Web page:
Software Development
Arts / Events / Gaming

Theatre Exile’s timely play about isolation and gaming culture kicks off its first virtual season

The South Philly theatre company's "D-Pad" follows the journey of a game developer trying to finish building her game. Entrepreneurial Game Studio's Frank Lee advised on tech and context.

Ang Bey plays Alex in Theatre Exile's "D-Pad." (Courtesy photo)

For the first virtual performance in its history, South Philly theatre company Theatre Exile will present “D-Pad,” a production following a game developer’s journey in the independent gaming scene.

Actress Ang Bey plays Alex, a young woman in the process of creating a game in a sometimes misogynistic gaming culture that eventually causes her to isolate herself from friends and family. The theme of isolation are timely during a year in which society has been separated by a public health crisis.

Playwright Jeremy Gable originally created the idea for “D-Pad” in 2014. Given its subject matter of online gaming, Gable said the surge in gaming during the pandemic gave its story an added significance.

“The pandemic was the impetus for adapting this work into a virtual format, and the way that games like [Nintendo’s] Animal Crossing and [Mediatonic’s] Fall Guys skyrocketed in popularity during the pandemic has only made the story more relevant,” he said.

With the pandemic changing the way artists and creative talents share their work, Theatre Exile’s producing artistic director, Deborah Block, wasn’t even sure if the company would have a season at all. After much discussion with her team, Theatre Exile decided to proceed because of a responsibility members of the organization felt as artists to help others “navigate the world.”

Theatre Exile’s “D-Pad.” (Courtesy image)

“D-Pad” features online conversations between characters that were designed to emulate the organic conversations gamers have with one another and add a component that works well with a virtual stage play. Block is optimistic that the play’s themes can connect with an audience of viewers that are trying to navigate the pandemic in different ways.

“The themes of isolation and friendship are incredibly resonant right now,” she said. “I believe that we need stories, more than ever, as a guidepost as we navigate these confusing times.”

Drexel University professor Frank Lee leads the college’s Entrepreneurial Game Studio (EGS) and consulted with Block and “D-Pad” Director Brey Ann Barrett for their production. Lee was already familiar with playwright Gable, a nominee at the internationally renowned Independent Game Festival during the same time Lee’s students were nominated for best student game.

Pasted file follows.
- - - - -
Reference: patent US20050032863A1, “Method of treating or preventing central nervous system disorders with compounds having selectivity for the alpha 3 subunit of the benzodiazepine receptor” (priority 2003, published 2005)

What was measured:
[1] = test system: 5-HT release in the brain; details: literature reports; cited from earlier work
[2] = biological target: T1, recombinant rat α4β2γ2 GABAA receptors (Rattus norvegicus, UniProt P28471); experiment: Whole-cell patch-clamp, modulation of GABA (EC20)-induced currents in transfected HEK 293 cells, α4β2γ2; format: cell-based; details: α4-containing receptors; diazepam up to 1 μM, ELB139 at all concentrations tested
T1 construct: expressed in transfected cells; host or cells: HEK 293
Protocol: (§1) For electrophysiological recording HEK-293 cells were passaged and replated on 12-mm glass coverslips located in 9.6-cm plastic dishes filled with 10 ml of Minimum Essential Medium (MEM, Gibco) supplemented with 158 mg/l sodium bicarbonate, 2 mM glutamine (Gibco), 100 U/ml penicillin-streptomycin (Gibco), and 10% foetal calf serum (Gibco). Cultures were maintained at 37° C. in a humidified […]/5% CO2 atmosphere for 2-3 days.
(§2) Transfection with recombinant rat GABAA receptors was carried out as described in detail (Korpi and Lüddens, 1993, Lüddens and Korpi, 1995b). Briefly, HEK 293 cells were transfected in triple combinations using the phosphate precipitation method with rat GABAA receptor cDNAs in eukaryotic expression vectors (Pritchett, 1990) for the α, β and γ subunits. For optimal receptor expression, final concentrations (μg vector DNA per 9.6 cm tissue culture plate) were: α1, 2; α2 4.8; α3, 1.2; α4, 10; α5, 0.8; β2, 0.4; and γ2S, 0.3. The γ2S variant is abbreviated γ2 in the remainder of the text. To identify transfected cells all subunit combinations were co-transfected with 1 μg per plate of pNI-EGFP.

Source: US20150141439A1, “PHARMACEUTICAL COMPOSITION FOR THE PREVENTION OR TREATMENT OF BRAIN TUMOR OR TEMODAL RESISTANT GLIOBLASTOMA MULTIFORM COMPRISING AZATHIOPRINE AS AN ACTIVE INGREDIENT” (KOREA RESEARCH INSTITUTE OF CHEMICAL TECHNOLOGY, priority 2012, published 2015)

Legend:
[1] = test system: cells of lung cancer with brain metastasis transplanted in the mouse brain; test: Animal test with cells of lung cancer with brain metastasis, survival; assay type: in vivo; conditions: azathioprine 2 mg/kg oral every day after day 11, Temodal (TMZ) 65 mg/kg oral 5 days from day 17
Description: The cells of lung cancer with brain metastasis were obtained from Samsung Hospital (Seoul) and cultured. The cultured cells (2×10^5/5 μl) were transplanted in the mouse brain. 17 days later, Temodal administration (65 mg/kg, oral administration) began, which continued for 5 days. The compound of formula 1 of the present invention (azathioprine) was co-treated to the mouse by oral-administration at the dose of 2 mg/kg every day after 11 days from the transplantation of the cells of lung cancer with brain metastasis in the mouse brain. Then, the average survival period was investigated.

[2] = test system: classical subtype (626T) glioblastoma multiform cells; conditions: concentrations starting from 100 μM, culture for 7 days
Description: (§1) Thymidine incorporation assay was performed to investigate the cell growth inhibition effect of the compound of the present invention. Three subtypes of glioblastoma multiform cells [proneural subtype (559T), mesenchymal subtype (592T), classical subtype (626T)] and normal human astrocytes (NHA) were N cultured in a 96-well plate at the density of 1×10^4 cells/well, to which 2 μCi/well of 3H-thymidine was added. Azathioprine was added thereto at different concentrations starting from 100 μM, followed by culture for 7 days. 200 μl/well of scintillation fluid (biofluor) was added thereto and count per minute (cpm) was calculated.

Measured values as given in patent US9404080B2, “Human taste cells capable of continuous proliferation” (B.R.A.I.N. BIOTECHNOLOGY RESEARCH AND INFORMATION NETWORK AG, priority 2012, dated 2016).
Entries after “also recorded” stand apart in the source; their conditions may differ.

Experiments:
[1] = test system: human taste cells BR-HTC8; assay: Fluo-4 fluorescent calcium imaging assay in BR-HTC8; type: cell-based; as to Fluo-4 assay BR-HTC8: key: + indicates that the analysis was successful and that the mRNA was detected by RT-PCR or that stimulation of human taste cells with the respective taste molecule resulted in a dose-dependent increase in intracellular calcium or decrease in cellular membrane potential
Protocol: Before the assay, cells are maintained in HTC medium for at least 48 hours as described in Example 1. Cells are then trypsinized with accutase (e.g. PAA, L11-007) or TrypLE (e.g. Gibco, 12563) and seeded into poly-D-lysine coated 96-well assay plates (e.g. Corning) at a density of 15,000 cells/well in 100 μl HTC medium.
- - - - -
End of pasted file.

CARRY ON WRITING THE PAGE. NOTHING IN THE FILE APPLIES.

“The main help that I provided [was] in helping to connect them with actual young people, alumni of EGS, who have gone through the same experience of trying to start their own game company,” Lee said. “The former students included Erin Truesdell, Arianna Gass and Tom Sharpe. I felt their story and especially their proximity to the story of the protagonist of the play might help them provide more, richer context to their production.”

In addition to providing perspectives on the gaming industry, Barrett said the EGS alumni also offered guidance on how to virtually stream a performance via technology used by Twitch and YouTube streamers.

“D-Pad’s” 16-show ticketed run begins on Dec. 2 and runs through Dec. 13.

Michael Butler is a 2020-2022 corps member for Report for America, an initiative of The Groundtruth Project that pairs young journalists with local newsrooms. This position is supported by the Lenfest Institute for Journalism.
Companies: Drexel University

Before you go...

Please consider supporting to keep our independent journalism strong. Unlike most business-focused media outlets, we don’t have a paywall. Instead, we count on your personal and organizational support.

Our services Preferred partners The journalism fund

Join our growing Slack community

Join 5,000 tech professionals and entrepreneurs in our community Slack today!


Gopuff lays off 6% of workforce, as it prepares for 'next leg of growth'

Philly coworking guide: 21 places to get work done

5 local orgs with services and resources for startups and entrepreneurs

AI can now design greener cities, but architects still have the final say

Technically Media